Avascular Necrosis

Avascular Necrosis (AVN), also called osteonecrosis, bone infarction, aseptic necrosis, and ischemic bone necrosis, is cellular death (necrosis) of bone components due to interruption of the blood supply. Without blood, the bone tissue dies and the bone collapses. If avascular necrosis involves the bones of a joint, it often leads to destruction of the joint articular surfaces.

While it can affect any bone, about half of cases show multiple sites of damage, avascular necrosis primarily affects the joints at the shoulder, knee, and hip. The classical sites are: head of femur, neck of talus and waist of scaphoid.

Clinical avascular necrosis most commonly affects the ends (epiphysis) of long bones such as the femur (the bone extending from the knee joint to the hip joint). Other common sites include the humerus (the bone of the upper arm), knees, shoulders, ankles and the jaw. The disease may affect just one bone, more than one bone at the same time, or more than one bone at different times.

Avascular necrosis is especially common in the hip joint. A variety of methods are now used to treat avascular necrosis, the most common being the total hip replacement, or THR. However, THRs have a number of downsides including long recovery times and short life spans (of the hip joints). THRs are an effective means of treatment in the geriatric population; however, doctors shy away from using them in younger patients due to the reasons above. A new, more promising treatment is hip resurfacing or metal on metal (MOM) resurfacing. It is a form of a THR, however in this procedure, only the head of the femur is removed as opposed to a THR in which the entire neck is removed. MOM resurfacing is still experimental in America but has been endorsed in Great Britain as an excellent alternative to a THR.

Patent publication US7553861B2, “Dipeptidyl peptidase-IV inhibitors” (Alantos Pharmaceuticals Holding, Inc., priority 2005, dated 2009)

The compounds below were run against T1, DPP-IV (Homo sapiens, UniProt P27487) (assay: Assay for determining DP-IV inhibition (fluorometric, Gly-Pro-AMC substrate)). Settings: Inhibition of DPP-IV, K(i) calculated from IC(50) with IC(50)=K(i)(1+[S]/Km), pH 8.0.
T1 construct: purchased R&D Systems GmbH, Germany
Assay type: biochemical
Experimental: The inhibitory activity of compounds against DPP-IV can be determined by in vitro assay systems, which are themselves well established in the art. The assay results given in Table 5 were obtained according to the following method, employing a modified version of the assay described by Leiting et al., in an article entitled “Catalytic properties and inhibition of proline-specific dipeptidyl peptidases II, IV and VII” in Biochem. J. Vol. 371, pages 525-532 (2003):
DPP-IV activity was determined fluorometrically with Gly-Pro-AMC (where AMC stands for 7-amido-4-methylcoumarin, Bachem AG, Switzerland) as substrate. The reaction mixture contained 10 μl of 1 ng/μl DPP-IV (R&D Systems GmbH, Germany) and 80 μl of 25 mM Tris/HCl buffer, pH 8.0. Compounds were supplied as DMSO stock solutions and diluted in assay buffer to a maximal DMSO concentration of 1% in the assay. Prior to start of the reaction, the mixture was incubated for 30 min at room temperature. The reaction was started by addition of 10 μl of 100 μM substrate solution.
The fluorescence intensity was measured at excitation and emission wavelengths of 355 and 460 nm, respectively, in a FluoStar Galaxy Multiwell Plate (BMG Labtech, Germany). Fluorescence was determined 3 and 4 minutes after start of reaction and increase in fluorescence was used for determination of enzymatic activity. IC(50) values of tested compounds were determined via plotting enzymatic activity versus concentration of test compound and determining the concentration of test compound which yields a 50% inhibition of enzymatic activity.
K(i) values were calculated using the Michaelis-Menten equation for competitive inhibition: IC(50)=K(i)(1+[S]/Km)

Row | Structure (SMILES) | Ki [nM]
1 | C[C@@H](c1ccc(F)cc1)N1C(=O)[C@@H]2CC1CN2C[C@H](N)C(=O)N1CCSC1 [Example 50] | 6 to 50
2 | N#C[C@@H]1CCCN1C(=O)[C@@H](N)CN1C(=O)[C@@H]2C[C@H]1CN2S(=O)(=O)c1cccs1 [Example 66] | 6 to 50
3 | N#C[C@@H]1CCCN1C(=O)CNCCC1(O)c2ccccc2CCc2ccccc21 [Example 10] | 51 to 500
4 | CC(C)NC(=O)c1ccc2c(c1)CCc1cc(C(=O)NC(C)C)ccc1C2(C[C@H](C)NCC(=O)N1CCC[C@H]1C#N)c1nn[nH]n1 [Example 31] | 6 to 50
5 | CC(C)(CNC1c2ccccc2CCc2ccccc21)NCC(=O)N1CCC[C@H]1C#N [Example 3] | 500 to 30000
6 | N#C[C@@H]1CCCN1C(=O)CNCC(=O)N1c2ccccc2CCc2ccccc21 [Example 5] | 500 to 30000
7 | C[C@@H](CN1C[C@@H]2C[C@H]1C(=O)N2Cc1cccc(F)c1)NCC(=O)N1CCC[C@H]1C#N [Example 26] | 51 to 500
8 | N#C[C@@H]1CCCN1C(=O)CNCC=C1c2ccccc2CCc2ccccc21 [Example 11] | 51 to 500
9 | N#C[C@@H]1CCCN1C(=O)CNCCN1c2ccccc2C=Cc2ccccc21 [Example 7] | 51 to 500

A MOM resurfacing may not be suitable in all cases of avascular necrosis; its suitability depends on how much damage has occurred to the femoral head of the patien and bone is always undergoing change or remodelling. The bone is broken down by osteoclasts and rebuilt by osteoblasts. Some doctors also prescribe bisphosphonates (e.g. alendronate) which reduces the rate of bone breakdown by osteoclasts, thus preventing collapse (specifically of the hip) due to AVN.[24]

Other treatments include core decompression, where internal bone pressure is relieved by drilling a hole into the bone, and a living bone chip and an electrical device to stimulate new vascular growth are implanted; and the free vascular fibular graft (FVFG), in which a portion of the fibula, along with its blood supply, is removed and transplanted into the femoral head.

Progression of the disease could possibly be halted by transplanting nucleated cells from bone marrow into avascular necrosis lesions after core decompression, although much further research is needed to establish this technique.

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